Update: An Early Design Guidance meeting for 2550 32nd Ave. E. has been set for 8 p.m. Wednesday, Jan. 8. The West Design Review Board will assess the project from Room 1 of the Queen Anne Community Center, 1901 First Ave. W.

Security Properties believes redevelopment of the Magnolia Albertsons site will be the first mixed-use project with a grocery store to attempt to qualify for the City of Seattle’s Living Building Challenge pilot program.

“We know that the hurdles are high to qualify,” said chief development officer John Marasco.

After courting community stakeholders over the spring and summer, Security Properties is ready to check its work with the West Design Review Board, submitting its Early Design Guidance packet to the Seattle Department of Construction and Inspections on Tuesday.

The developer is working with Albertsons Companies to replace the 18,000-square-foot grocery store, which has been there since 1955, with a 25,000-square-foot urban concept Safeway. Security Properties plans to build six residential floors on top of the store.

“We’re planning it as condominiums,” Marasco said. “Right now, it’s 138 units. It’s probably going to end up being a unit or two less once we get all the amenities programmed.”

The decision to go with condos over apartments was based on feedback from the community about a lack of options for homeowners looking to downsize, he said.

Under the Living Building pilot, which was created to incentivize producing buildings with lower greenhouse gas emissions, a developer can earn a 25 percent higher floor-area ratio (FAR) and increase the building height by 12.5 feet for residential construction.

When assessing the feasibility of the project, Security Properties looked at the water table — the upper surface of the zone of saturation — and found it to be fairly high.

“When we did the testing, the light went on,” Marasco said.

The thought had been to divert the groundwater off the property, but now the developer is proposing to use it for toilets, irrigation, the building's heating and cooling system, the store’s chiller and any other non-potable water needs. This is one requirement to meet the Living Building Challenge.

“The program really is reusing gray water, and the gray water reuse really is quite costly,” Marasco said. “In our case, the groundwater really is quite clean.”

Water is planned to be pumped to the rooftop for storage and then reused by way of a gravity feed.

The Living Building Challenge also has a goal of generating projects that create more energy than they use, which will be no easy feat for a grocery store. Marasco said he’s certain there will be a rooftop solar farm included in the Magnolia Safeway redevelopment to meet energy consumption requirements.

A biophilic design will stress the connectivity of the building to nature, taking cues from an urban tree canopy on the east side of the property, which faces a number of single-family residences.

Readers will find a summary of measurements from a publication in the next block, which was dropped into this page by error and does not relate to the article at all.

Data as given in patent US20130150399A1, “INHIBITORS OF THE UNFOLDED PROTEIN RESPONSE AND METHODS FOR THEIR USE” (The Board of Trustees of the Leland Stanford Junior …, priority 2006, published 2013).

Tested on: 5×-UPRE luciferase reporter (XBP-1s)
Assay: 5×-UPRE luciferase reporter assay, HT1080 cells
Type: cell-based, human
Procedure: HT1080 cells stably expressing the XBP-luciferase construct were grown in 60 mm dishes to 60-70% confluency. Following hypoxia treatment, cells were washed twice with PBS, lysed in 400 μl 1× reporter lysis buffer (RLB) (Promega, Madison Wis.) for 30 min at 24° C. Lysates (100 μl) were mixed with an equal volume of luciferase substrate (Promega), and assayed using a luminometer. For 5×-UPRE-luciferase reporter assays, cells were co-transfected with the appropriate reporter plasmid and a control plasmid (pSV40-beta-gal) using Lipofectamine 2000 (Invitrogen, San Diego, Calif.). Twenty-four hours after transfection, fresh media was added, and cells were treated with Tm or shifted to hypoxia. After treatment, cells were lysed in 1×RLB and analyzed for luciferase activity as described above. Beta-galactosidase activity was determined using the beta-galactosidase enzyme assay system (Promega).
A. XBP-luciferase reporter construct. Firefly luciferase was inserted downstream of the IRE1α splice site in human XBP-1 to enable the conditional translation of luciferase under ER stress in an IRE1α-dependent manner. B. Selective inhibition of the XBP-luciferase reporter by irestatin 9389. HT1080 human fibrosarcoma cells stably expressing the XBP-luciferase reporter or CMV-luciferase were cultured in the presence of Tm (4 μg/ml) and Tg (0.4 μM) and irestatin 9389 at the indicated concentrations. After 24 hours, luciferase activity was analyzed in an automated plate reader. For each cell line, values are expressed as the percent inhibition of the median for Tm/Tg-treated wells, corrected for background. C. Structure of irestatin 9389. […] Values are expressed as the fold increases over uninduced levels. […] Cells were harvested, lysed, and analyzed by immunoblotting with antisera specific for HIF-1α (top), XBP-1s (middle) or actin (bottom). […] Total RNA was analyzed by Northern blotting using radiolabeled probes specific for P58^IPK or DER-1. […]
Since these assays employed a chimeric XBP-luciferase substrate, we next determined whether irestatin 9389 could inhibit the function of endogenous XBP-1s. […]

More than 100 people responded positively to siting access to two levels of below-grade parking on 32nd Avenue West through an online survey Security Properties posted on the project page. SDOT pushed the developer to use the alley, which would be code-compliant, but deferred to the Seattle Department of Construction and Inspections for a final determination, Marasco said.

Security Properties contends that a number of amenities in its preferred design will have to be scrapped if access is required from the alley, because of the additional space necessary to construct a circular ramp; that includes a proposed 19 short-term and ADA surface parking spaces and a community plaza next to the new Safeway store. The grade change across the existing Albertsons site is 15 feet.

“So, the plaza becomes the ramp,” Marasco said. “I think no one’s going to like to drive on it, and it’s visible, which makes it ugly.”

The Early Design Guidance packet includes five options, but Marasco said three will likely be vetted during the EDG meeting with the West Design Review Board; SDCI has not yet set a date for the meeting.

A truck bay would be located on the alley side of the site, and is proposed to be tucked under a second-floor roof with sawtooth terraces — a nod to the skylights at the nearby Magnolia Community Center — and more biophilic design to meet adjacent residential views. Part of Security Properties' ongoing due diligence is seeking access to adjacent properties to perform view studies.

If all goes well, Marasco said, the project could break ground in early 2021. It should take about 26 months to construct, but plans are to open the new Safeway store ahead of the residences.

Security Properties has developed a number of mixed-use housing projects above groceries, including above PCC Markets in Fremont and Columbia City, and On the Park apartment project on top of the Ballard QFC.

Magnolia Safeway EDG Packet by branax2000 on Scribd